Fingolfin hesitated, standing there before the immense doors that rose far above him.
Why? Why am I here? This is madness.
And it was madness, for once news came to Hithlum that Dorthonion was lost and the sons of Finarfin overthrown, and that the sons of Feanor were driven from their lands, Fingolfin jumped upon his horse and rode across Dor-nu-Fauglith alone. So crazed was he that none, Elf nor Orc, could stop him from approaching Angband. Thus, he made it across the scarred land and to the very entrance of the great fortress. And now he stood there in disbelief at the last moment.
How could I sacrifice myself when so many died for their King, for me?
Suddenly, in a rush, it all came back to him; he saw them. The countless souls lost having fought back against unending hordes. It wasn't the scenes of battle that effected him - he was no stranger to war - but the grim ways in which those fair men and women were cast down and hewn in the desolate wastes was almost too much to bear. Entire generations ended in the hopeless strife. Such was the ruin of the Noldor that a fire was stoked within him. He had to do something.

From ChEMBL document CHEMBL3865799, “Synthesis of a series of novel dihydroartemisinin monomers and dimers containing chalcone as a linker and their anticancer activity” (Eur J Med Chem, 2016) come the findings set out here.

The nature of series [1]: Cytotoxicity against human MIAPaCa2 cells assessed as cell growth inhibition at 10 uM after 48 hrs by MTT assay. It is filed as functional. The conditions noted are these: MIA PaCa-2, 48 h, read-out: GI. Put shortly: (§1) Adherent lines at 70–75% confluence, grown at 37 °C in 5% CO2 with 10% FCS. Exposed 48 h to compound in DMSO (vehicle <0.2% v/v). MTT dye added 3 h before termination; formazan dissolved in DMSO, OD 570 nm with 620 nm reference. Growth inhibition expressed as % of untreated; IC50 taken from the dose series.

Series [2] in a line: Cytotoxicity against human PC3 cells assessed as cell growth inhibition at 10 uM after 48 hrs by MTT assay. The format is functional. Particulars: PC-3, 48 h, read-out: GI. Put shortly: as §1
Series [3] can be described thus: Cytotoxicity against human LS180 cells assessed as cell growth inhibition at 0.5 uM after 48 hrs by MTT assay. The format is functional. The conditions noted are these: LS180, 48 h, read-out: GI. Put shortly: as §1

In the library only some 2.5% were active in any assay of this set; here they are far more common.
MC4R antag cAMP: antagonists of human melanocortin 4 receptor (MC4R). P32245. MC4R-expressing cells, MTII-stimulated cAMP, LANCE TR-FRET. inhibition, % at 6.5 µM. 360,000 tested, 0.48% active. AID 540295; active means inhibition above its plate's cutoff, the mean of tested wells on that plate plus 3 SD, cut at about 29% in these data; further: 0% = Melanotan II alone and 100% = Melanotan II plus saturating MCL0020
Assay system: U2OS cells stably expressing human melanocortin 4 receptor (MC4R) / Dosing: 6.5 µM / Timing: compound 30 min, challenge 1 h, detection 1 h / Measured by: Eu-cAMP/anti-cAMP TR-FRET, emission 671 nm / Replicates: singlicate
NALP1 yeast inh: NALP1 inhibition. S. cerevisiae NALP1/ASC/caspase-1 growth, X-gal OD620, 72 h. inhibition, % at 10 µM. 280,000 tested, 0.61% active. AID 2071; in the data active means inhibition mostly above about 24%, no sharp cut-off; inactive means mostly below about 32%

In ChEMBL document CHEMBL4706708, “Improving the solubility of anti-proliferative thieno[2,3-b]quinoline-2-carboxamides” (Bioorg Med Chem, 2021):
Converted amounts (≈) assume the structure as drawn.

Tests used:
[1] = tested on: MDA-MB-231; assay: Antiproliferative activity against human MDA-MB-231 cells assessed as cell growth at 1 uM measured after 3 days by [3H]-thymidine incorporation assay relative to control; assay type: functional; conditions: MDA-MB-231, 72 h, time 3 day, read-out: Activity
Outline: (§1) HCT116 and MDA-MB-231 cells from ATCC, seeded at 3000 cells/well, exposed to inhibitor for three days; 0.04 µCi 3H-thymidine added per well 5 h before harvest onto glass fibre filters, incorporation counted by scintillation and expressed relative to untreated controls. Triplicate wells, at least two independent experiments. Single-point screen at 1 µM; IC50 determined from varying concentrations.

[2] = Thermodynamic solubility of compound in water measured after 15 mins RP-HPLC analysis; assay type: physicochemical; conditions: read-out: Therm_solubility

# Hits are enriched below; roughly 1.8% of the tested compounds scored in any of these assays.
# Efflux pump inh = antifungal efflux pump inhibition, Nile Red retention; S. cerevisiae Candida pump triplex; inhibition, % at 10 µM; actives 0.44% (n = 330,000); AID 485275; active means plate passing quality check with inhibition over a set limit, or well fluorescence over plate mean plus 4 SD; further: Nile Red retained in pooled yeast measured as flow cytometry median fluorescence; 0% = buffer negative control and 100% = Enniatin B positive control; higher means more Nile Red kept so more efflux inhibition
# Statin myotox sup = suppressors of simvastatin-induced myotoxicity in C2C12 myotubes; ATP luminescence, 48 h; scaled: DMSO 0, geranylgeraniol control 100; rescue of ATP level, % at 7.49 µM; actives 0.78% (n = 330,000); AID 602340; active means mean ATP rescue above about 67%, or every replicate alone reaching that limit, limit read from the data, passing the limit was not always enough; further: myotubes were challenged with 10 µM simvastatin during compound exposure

They may have died. But they will not have died in vein.
This fire burned hot with wrath that couldn't be ignored. At length, Fingolfin took up his horn and winded it so that the sound echoed across the unsurmountable peaks of Thangorodrim beyond. He called out for the keeper of the gates to come forth, should the Dark Lord show cowardice before his guards and captains. He was answered by what seemed like thunder and a blast of wind as the gates opened, scraping slowly against the rocks.
Before Fingolfin rose a mountain of black steel, clutching a sable shield and a mace as large as a tower.
Morgoth had come.
- Andrew Knight's blog
- Log in or register to post comments
Mar 08, 2021
Heavily inspired by my favorite scene from Tolkien's Silmarillion.